I have a basic question regarding homotopy equivalence. Let $X$, $Y$, and $Z$ be three subsets of $\mathbb{R}^2$ such that $(X\cap Z)\subset (Y\cap Z)$ are homotopy equivalent, and $X\setminus Z = Y\setminus Z$. Can we say that $X$ and $Y$ are homotopy equivalent?

EDIT: There is a counter-example below with Z open. Do you think the statement would hold if Z (and maybe also X and Y) are assumed to be closed?


1 Answer 1


Of course, no.

For example, let $Z\subset\mathbb R^2$ is unit open disc, $X\setminus Z = Y\setminus Z$ equal the boundary circle $S^1$, $Y\cap Z$ is all the disc interior without one point $(\frac13;0)$, and $X\cap Z$ is punctured disc with center $(\frac13;0)$ and radius $\frac23$. Note that both $X\cap Z$ and $Y\cap Z$ are homotopy equivalent (there exists deformation retraction), so all is correct.

Now, $X$ is equivalent to $S^1$, and $Y$ is equivalent to bouquet $S^1\vee S^1$.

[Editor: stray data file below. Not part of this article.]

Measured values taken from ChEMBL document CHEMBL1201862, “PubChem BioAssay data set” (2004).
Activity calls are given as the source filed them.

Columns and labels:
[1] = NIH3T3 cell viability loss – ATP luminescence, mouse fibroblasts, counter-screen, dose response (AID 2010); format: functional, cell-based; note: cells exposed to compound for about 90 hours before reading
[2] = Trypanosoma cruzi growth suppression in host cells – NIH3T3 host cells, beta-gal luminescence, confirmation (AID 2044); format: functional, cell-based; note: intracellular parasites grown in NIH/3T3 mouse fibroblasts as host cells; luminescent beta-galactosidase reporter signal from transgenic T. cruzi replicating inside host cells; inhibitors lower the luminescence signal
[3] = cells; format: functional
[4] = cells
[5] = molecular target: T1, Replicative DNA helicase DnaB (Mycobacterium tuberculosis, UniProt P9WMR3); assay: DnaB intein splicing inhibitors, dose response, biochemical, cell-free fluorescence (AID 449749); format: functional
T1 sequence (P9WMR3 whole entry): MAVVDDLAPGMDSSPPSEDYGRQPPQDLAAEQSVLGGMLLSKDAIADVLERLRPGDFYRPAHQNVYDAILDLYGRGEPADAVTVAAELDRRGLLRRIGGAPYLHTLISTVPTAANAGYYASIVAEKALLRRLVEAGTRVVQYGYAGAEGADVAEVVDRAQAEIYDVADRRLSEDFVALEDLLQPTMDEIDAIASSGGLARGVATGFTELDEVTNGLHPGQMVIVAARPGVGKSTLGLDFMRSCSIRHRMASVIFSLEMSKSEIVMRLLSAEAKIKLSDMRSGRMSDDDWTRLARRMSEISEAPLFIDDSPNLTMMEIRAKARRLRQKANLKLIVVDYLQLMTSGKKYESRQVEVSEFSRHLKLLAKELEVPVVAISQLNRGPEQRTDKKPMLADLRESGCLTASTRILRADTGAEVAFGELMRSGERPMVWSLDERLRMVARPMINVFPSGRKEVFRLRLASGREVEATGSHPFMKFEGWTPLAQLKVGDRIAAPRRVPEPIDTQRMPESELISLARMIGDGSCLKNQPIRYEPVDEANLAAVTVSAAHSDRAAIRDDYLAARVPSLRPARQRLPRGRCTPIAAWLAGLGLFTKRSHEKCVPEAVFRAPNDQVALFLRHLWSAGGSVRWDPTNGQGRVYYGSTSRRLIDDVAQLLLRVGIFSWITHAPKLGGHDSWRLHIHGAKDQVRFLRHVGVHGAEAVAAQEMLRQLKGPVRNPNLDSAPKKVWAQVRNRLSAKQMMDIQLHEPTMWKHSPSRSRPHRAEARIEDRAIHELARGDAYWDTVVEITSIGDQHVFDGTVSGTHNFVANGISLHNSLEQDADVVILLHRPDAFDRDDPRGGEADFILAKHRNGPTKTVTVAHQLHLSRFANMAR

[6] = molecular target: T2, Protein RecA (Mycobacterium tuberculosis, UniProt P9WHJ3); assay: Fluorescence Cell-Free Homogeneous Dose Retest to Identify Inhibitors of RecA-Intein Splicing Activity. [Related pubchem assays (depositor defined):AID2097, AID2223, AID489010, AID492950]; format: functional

• $\begingroup$ Of course, thank you. It looks like Michael's example. See the comment above relative to the closedness of Z. $\endgroup$ Commented Jul 27, 2015 at 18:36
  • $\begingroup$ If I'm not mistaken, $X\cap \bar Z$ has two holes, while $Y\cap \bar Z$ has only one (I'm not sure that the hole in $(1/3,0)$ is useful in this example). Unless you mean that the boundary of the disc has to be removed from X and Y as well. $\endgroup$ Commented Jul 27, 2015 at 19:00
  • $\begingroup$ You are right, closure of this example does not work. $\endgroup$ Commented Jul 27, 2015 at 19:10
  • $\begingroup$ I think it does not work either in Michaels example. $\endgroup$ Commented Jul 27, 2015 at 19:13
  • 1
    $\begingroup$ The working example is following: you may take $Z=\{(x,y)\in\mathbb R^2:y\ge0\}$, $X$ is unit circle without (open or close, if you want) arc $[\frac13\pi;\frac23\pi]$, and $Y$ is all the circle with one separate point $(0,2)$. $X\cap Z$ and $Y\cap Z$ are homotopy equivalent to two points. $\endgroup$ Commented Jul 27, 2015 at 19:15

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